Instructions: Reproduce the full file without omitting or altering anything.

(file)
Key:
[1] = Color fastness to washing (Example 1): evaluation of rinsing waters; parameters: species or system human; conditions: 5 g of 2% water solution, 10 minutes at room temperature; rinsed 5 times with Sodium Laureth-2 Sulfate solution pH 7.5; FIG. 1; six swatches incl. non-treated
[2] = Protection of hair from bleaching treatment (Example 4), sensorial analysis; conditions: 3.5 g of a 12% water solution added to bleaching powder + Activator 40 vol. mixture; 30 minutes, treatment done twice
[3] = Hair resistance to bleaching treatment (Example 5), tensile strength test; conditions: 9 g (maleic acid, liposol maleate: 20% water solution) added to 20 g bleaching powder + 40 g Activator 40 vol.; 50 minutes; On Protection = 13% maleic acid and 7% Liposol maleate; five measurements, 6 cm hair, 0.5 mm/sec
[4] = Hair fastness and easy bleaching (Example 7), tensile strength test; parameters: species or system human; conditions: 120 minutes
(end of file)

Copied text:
Key:
[1] = Color fastness to washing (Example 1): evaluation of rinsing waters; parameters: species or system human; conditions: 5 g of 2% water solution, 10 minutes at room temperature; rinsed 5 times with Sodium Laureth-2 Sulfate solution pH 7.5; FIG. 1; six swatches incl. non-treated
[2] = Protection of hair from bleaching treatment (Example 4), sensorial analysis; conditions: 3.5 g of a 12% water solution added to bleaching powder + Activator 40 vol. mixture; 30 minutes, treatment done twice
[3] = Hair resistance to bleaching treatment (Example 5), tensile strength test; conditions: 9 g (maleic acid, liposol maleate: 20% water solution) added to 20 g bleaching powder + 40 g Activator 40 vol.; 50 minutes; On Protection = 13% maleic acid and 7% Liposol maleate; five measurements, 6 cm hair, 0.5 mm/sec
[4] = Hair fastness and easy bleaching (Example 7), tensile strength test; parameters: species or system human; conditions: 120 minutes